The Reading Hack brand
The Reading Hack visual mark has been developed and designed in close collaboration with young people from all over the United Kingdom. It has always been our aim that young people feel a strong sense of ownership of this brand and can relate strongly to its values.
Reading Hack supports the message: Read More. Be More.
Using the logo
Please use the Reading Hack logo on all your Reading Hack materials. If you are creating materials or resources for partners, staff or the library sector, please use both The Reading Agency logo and the Paul Hamlyn logo.
Download the Reading Hack logo pack
Reading Hack resources and materials
You can download the following materials to support your local Reading Hack programme.
For using with young people
For using with staff
Download jpeg stock photos to use on your local materials.
When you're talking about Reading Hack to practitioners or partners, you can use the following descriptions:
Reading Hack is a programme led by young people aged 13 to 24 who do reading activities and volunteering, called hacks, to gain skills and experience.
What is a hack?
A hack is "a clever solution to a tricky problem. To hack is to modify or change something in an extraordinary way" [Urban Dictionary definition, 2009]. Examples include Lifehack, Museum Hack, IKEA Hackers and Culture Hack, which all take something established and remake or redefine it. Young people redefine reading through their involvement with Reading Hack.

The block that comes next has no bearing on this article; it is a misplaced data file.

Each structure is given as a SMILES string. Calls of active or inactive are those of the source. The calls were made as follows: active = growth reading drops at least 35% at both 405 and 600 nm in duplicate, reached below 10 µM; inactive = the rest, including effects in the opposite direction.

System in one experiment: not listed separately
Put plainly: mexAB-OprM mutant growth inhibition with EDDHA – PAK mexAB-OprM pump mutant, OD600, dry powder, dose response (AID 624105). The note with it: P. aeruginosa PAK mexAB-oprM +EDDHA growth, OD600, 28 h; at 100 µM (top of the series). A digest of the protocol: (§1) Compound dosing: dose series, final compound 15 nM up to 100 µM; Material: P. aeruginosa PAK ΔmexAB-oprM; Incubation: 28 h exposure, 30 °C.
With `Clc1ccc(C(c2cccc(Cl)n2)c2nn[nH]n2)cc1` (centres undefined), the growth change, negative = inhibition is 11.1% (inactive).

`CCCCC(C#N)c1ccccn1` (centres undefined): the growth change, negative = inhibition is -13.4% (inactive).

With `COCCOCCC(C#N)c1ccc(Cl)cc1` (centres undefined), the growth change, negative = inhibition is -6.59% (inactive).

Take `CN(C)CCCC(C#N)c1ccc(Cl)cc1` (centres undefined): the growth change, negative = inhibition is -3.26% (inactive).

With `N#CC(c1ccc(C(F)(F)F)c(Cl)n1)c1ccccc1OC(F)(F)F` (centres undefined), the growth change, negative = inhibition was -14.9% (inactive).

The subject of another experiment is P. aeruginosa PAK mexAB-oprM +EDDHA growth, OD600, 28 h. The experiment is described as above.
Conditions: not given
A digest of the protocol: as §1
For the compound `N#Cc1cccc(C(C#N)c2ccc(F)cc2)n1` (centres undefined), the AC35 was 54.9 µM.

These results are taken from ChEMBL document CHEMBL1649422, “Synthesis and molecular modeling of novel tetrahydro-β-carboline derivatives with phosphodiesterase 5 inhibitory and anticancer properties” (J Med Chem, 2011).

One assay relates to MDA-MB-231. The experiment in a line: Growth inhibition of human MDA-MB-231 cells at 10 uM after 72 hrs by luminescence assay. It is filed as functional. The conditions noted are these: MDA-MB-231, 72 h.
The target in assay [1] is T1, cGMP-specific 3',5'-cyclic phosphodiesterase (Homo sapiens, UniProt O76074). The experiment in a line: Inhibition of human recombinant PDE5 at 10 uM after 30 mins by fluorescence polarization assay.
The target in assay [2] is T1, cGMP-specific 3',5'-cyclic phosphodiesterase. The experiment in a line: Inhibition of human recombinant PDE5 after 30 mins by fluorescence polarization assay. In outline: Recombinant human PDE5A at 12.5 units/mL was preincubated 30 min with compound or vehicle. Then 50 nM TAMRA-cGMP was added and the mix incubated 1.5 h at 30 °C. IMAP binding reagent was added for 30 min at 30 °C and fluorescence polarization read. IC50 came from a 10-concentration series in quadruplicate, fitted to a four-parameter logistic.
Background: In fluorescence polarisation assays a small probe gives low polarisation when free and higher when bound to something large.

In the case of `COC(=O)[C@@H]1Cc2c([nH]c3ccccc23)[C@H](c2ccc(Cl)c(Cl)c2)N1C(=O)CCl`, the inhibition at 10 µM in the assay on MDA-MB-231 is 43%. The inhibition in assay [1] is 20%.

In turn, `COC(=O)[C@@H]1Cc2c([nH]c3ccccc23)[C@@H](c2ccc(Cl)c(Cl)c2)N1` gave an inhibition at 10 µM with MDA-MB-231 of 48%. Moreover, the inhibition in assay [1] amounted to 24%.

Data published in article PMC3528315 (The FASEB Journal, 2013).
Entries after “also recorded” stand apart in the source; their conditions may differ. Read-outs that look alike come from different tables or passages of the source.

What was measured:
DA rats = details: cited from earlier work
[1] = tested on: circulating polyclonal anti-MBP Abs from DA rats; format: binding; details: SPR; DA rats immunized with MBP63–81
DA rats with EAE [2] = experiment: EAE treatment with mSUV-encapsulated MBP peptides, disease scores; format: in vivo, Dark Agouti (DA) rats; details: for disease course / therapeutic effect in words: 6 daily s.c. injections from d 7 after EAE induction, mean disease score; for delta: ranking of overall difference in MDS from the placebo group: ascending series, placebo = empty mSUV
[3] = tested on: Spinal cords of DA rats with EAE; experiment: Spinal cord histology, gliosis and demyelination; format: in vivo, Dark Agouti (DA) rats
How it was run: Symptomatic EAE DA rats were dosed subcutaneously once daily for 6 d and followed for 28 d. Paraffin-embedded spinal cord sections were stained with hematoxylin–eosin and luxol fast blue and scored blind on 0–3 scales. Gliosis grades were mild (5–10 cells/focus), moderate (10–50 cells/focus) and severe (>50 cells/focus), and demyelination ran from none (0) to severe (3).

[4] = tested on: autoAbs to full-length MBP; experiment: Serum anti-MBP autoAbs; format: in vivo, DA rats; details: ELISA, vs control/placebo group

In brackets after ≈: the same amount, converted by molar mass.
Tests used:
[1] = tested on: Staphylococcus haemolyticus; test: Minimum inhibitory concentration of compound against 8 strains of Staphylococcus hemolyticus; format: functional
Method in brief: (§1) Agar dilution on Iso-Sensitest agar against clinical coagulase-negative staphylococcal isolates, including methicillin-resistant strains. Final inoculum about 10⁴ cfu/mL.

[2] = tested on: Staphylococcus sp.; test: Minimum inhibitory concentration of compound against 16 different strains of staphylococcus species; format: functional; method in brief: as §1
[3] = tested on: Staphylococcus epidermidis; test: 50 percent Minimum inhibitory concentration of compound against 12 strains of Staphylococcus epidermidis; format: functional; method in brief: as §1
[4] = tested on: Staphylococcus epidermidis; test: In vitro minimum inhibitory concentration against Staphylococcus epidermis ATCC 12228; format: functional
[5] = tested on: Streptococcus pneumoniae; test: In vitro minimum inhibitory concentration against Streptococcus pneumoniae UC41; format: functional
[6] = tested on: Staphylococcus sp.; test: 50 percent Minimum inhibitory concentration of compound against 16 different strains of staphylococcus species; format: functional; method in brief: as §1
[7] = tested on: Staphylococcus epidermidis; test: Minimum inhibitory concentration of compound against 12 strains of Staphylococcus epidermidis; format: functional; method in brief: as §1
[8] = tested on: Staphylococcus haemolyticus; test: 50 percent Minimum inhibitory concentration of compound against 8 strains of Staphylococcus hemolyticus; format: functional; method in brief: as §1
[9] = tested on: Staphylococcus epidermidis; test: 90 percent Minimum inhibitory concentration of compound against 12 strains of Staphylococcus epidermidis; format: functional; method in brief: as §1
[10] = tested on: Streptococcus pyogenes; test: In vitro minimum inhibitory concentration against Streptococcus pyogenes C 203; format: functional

Hack reading by doing any activity with reading at its heart. This could be anything from a poetry-themed DJ set or novel-inspired Minecraft, to book-related filmmaking or helping younger children read.
When talking to young people about Reading Hack you can use the following message:
Reading Hack turns reading on its head. Create your own hacks, meet new people, build your skills and inspire others to read.
Tips on using the branding
Get creative - You might like to use the posters and postcards to build a branded young people's space in your library or event space. Why not build a display or tower out of the postcards to attract attention?
In the pilot year you'll receive postcards which have been designed to be used as a tool to hack reading, with cut-outs in the poem where young people can hack other texts by holding the card over reads to fill in the blanks. Why not run a session with young people to challenge them to find the best text to fill the gaps in the poem?
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If you have any questions about Reading Hack or need further support, email Claire Styles.
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